Much of the uproar was due to a misunderstanding; readers thought that the 
plan was to de-Christianize the stories. The misunderstanding was reasonable, 
since the article was confusingly headlined "Marketing ‘Narnia' Without A 
Christian Lion." The publisher has continued to repeat a terse statement that 
"The works of C. S. Lewis will continue to be published ... as written by the 
author, with no alteration," but the alarming first impression has stuck. 
Some Narnia fans acknowledge the publisher's statement, but say they simply 
don't trust them, and don't think they will keep their word. 

Though confusion clouded that part of the controversy, other elements were 
clearer. The memo outlined three changes for marketing Lewis. First, deals 
have been struck to license Narnia toys, clothing, and plush animals; second, 
children's-fantasy authors would be hired to write new novels in the Narnia 
series; and third, the publisher hoped to tone down Lewis' image as a 
Christian apologist in order to broaden his appeal. 

Most fans seem to agree that a line of Narnia plush toys is the least 
problematic part of the project, provided the toys respect the characters' 
era and style. Protecting the dignity of Aslan will be a challenge throughout 
all these changes. No one wants a goggley-eyed lion with a string in his 
back, chirping about self-esteem.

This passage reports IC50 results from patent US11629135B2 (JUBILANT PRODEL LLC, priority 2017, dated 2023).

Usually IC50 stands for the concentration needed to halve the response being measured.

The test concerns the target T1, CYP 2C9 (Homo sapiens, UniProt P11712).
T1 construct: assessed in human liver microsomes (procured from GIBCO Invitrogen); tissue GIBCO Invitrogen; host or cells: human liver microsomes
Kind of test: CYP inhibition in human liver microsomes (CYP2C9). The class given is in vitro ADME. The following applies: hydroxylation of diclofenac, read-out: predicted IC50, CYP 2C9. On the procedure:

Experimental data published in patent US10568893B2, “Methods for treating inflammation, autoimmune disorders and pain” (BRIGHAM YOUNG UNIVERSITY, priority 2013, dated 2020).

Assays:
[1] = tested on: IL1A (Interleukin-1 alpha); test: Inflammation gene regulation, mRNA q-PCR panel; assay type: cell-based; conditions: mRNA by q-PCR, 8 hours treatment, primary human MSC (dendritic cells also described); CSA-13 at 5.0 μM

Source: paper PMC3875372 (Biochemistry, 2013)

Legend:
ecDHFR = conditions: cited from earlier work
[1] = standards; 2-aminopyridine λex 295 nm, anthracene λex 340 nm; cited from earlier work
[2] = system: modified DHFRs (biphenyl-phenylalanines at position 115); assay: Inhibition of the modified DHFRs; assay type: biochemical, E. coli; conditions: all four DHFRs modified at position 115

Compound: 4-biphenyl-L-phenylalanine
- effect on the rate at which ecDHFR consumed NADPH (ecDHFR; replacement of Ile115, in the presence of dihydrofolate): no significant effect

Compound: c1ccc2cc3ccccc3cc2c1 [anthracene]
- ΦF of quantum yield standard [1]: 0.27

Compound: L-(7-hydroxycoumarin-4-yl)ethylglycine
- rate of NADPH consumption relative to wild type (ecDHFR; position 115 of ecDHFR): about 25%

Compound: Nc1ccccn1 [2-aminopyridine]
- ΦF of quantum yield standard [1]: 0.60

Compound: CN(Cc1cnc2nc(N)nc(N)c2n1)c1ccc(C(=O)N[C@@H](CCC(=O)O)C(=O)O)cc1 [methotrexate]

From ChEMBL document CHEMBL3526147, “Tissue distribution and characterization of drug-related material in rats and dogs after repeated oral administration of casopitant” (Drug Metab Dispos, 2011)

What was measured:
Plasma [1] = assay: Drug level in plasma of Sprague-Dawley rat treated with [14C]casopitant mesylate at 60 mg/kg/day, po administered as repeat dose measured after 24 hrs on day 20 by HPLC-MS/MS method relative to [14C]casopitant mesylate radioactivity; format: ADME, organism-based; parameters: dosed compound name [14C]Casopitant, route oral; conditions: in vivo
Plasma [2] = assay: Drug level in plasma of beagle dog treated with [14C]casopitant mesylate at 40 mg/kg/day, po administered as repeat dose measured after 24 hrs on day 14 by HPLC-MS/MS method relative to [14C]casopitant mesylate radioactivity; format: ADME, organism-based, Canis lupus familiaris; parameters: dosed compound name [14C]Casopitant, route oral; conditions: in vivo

The new novels pose two separate problems. Fans fear Lewis's subtlety will be 
replaced with hectoring p.c. themes out of tune with Narnia's gentle style. 
Another is that the books simply won't be any good. The original novels are 
deeply personal, rooted in the faith and times of a very appealing man. Lewis 
was a kindly, modest figure, and a scholar of medieval literature at Oxford 
and Cambridge who possessed the kind of education no one gets any more. A new 
writer may be able to jerk his characters around like marionettes, but it's 
unlikely she can make them fly.

Where things get truly complicated is with the third point, concerning 
Lewis's image as a Christian. The leaked memo was directed to Carol Hatcher, 
who was developing a documentary about C. S. Lewis for PBS, with Oregon 
Public Broadcasting. Hatcher had asked permission to quote from Lewis' works, 
and the publisher passed along some stipulations from the Lewis estate. The 
script should not point out the Christian elements of the Narnia stories; 
Hatcher's treatment of Lewis' conversion should not be changed, since it 
wasn't "overdone"; and the lasting impression left with the viewer should not 
be that Lewis was a "Christian apologist."

Hatcher was distressed. She felt that she was being asked to conceal Lewis' 
faith, a kind of compromise not allowed to Christians: "Whoever denies me 
before men, I also will deny before my Father," Jesus said. What's more, 
Lewis *was* a Christian apologist. Hatcher told the Times that omitting this 
fact would be like making a documentary about Hank Aaron without mentioning 

Another filmmaker, David Crouse, agrees that Lewis' faith is huge and should